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Leftlane list: The gifts we received from the auto industry in 2017

  by Leftlane Staff

Leftlane list: The gifts we received from the auto industry in 2017

If you jumped into this slideshow expecting to see confessions of journalistic largess, we're afraid you've come to the wrong place. Here at Leftlane, we spend time driving cars, not selling media kits on eBay. We'll gladly skip the shrimp if it means more seat time. 

It should stand to reason then that the gifts to which we are referring are the four-wheeled kind. We drove quite a few cars in 2017. Some were excellent. Some were not. With the holidays quickly disappearing in our rearview, we wanted to take a moment to acknowledge the machines that impressed us over the past 12 months.

Think we missed something? Let us know. 

Jeep Wrangler

This is one of two Jeeps that will appear on this list, and it's arguably the more important of them. While other Jeep nameplates may be critical to the brand from a volume perspective, the Wrangler is one of America's true icons, and it's still an enthusiast staple to boot. 

Even if off-roading isn't your flavor of automotive tomfoolery, you have to acknowledge that Jeep is building a vehicle that ticks enthusiast check-boxes left and right. It's simple. It's offered with a manual in both configurations. It's capable--the best at what it does, in fact--and it's obtainable. This is the off-roader's Miata, plain and simple. 

For 2018, Jeep took that formula and gave it the once-a-decade update that it desperately needed. Nothing changed dramatically, but that's the point.

Kia Stinger

When we drove Kia's new Stinger, we expected to have to temper any praise with the phrase, "for a Kia." Boy, were we wrong. The Stinger GT is not the fire-breathing, V8-powered monster you'll find wearing a Dodge badge, nor is it the prestige automobile that Audi will sell you, but that doesn't mean it's not excellent in its own right. 

The simple fact of the matter is that Kia is offering an enthusiast-oriented, rear-wheel-drive liftback sedan for the price of a Nissan Maxima. Sure, it makes a little less power, but who cares? And if you're willing to spend more, a twin-turbocharged V6 and a limited-slip rear differential are available to you. 

If you have the opportunity, do yourself a favor and take one for a spin. You might just be surprised. 

Mercedes-Benz S63 and S560 Maybach

With this pick, we go from surprise to staple. As with the Wrangler, some things are best when they simply do exactly what is expected of them. 

The Mercedes-Benz S-Class has been a mainstay of the executive sedan segment forever, and with good reason. For 2017, the S-Class lineup received a mild overhaul, but we found it to be exactly what was necessary and nothing more.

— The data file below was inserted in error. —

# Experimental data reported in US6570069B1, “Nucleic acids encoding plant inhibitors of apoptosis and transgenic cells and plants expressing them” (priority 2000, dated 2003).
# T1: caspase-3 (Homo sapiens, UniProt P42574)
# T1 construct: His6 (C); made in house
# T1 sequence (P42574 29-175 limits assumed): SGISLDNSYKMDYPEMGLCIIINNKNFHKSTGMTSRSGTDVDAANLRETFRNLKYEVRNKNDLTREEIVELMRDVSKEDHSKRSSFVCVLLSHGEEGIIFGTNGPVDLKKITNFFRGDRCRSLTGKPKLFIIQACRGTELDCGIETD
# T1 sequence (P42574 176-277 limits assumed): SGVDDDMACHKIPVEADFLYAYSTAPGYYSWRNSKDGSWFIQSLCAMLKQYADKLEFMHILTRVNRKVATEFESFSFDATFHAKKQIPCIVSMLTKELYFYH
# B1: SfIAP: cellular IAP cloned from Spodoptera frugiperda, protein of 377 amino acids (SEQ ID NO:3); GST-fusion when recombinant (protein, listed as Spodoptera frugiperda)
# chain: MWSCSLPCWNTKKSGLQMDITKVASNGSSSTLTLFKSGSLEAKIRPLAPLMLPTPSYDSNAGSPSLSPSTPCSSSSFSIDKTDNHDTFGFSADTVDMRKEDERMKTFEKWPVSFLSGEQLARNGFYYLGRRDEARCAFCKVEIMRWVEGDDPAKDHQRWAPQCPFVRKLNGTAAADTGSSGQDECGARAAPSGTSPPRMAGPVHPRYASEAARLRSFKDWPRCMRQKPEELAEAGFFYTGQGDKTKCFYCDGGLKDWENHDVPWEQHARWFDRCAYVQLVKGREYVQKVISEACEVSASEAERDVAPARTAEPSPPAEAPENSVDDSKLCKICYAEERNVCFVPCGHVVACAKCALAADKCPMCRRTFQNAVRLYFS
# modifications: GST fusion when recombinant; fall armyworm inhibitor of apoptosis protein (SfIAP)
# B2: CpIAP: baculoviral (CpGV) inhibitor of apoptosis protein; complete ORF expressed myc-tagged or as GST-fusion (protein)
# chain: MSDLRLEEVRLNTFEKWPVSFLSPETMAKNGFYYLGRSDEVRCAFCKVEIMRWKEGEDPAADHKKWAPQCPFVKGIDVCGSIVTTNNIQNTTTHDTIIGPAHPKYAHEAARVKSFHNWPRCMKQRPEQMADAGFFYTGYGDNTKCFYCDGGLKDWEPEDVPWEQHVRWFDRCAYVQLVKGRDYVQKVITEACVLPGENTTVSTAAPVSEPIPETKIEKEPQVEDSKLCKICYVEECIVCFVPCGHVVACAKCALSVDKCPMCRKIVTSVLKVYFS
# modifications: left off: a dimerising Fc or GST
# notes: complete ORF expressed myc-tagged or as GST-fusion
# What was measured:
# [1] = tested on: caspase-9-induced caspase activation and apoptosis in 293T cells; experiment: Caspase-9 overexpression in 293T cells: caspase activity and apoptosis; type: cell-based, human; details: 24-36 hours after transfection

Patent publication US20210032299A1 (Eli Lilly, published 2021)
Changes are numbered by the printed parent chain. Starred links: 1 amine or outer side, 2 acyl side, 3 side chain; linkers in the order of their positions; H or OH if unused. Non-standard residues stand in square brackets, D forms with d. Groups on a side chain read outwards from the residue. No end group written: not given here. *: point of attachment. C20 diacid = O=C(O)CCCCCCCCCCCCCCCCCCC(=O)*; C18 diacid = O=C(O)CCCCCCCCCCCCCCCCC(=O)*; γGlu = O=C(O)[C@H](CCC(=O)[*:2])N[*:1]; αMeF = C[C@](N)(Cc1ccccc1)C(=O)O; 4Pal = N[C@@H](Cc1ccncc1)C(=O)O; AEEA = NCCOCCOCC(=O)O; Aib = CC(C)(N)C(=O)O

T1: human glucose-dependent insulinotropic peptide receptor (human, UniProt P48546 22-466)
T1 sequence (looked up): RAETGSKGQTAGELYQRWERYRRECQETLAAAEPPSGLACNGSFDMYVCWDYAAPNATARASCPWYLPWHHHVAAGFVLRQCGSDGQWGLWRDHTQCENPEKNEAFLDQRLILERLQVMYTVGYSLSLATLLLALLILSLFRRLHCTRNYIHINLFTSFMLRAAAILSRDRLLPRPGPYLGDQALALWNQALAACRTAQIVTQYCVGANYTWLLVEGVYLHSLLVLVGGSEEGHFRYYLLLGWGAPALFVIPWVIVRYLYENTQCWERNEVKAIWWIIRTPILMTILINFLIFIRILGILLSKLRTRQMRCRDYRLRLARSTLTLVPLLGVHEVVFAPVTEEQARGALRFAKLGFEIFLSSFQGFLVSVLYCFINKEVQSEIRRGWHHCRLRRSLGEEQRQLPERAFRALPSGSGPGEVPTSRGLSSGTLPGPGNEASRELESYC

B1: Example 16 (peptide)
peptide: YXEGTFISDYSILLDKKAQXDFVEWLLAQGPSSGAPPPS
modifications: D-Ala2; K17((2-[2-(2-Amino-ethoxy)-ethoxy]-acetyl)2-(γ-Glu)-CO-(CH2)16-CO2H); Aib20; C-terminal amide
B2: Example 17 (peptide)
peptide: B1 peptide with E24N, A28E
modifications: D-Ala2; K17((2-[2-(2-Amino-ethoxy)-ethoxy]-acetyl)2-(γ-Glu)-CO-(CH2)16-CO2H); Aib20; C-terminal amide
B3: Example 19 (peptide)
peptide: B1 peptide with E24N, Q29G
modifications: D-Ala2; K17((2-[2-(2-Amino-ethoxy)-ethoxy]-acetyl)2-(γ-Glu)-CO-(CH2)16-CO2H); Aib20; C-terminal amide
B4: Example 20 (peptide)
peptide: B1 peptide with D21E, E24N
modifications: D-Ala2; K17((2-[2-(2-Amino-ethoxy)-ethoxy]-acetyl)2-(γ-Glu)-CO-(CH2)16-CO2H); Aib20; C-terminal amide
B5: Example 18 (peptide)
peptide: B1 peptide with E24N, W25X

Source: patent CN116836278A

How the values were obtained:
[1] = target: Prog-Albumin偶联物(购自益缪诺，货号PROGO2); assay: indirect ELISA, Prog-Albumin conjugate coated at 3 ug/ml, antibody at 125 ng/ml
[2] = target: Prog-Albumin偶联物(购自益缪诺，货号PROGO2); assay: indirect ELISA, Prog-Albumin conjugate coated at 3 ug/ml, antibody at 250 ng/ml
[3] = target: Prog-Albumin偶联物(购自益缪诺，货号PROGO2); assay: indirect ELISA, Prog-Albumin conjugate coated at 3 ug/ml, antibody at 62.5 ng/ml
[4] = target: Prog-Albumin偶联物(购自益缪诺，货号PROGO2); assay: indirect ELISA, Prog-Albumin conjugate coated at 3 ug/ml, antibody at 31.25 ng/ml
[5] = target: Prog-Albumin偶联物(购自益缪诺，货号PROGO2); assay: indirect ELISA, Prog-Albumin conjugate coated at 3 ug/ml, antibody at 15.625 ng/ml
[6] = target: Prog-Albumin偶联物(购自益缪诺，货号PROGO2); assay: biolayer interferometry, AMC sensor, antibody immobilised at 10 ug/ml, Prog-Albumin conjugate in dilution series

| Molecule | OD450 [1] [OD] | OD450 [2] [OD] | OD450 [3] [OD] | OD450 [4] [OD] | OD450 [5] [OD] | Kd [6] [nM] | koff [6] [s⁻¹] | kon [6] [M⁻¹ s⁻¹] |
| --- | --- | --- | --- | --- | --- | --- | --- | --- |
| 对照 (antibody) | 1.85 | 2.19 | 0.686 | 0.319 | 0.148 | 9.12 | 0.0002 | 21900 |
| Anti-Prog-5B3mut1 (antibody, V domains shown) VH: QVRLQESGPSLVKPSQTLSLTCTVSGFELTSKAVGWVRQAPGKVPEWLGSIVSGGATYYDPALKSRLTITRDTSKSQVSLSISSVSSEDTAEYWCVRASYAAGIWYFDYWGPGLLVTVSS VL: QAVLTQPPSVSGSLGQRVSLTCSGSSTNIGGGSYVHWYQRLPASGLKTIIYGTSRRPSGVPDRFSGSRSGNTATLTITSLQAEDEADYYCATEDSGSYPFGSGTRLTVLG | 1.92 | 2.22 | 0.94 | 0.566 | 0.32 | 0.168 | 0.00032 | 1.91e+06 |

That's not to say that excess isn't still available if you're seeking it. The Maybach variant was rolled out alongside it, and we drove (and were driven in) both, allowing New York City traffic to simply melt away for an afternoon

Chevrolet Colorado ZR2

The Colorado ZR2 doesn't have the off-road bona fides of the Jeep Wrangler or the imposing presence of a Ram Power Wagon or Ford Raptor, but that's precisely why we like it. 

The ZR2 is the Wrangler's better on the road and the Raptor's on a tight trail. It never tries to be something it's not, which is reassuring. It's proof that capability doesn't have to come with compromises or an astronomically high price tag, and that practical can also be fun

Along with the Kia Stinger, the ZR2 was one of the stand-out surprises of 2017. 

Jeep Grand Cherokee Trackhawk

Practicality... right. 

Look, we're not going to mince words here. The Jeep Grand Cherokee Trackhawk is stupid. It's a 5,500-pound, 707-horsepower minivan with a seven-slot grille. Nobody on Earth needs this vehicle. There's no case to be made on paper for purchasing one. Like we said: stupid. 

Stupid awesome

The experience of driving the Trackhawk simply cannot be conveyed in words (though we tried). The sound alone is other-worldly, and the experience of being rocketed to 60 miles per hour in under four seconds behind the wheel of a mall magnet is something every car enthusiast should have.

It seems disharmonious to us that the best, most complete SRT cars aren't cars at all, but SUVs, but Jeep has proven it yet again. What a machine. 

Honda Civic Type R

Next to the Wrangler, this may be the "purest" enthusiast car to make our list. Despite heaps of initial praise, the Type R was in many ways overshadowed by Honda's own Accord, but that in no way diminishes the significance of its introduction to the United States. 

The ranks of purebred enthusiast cars seem to be dwindling year after year, but Honda's choice to double down and bring both of its sport compacts Stateside this year gives us hope that the segment has life in it yet. 

What's better is that this front-wheel-drive maniac holds its own in a segment that now belongs to all-wheelers. The Volkswagen Golf R and Subaru WRX STI became its anchors when the Evo got the axe, but so far the Type R has earned its place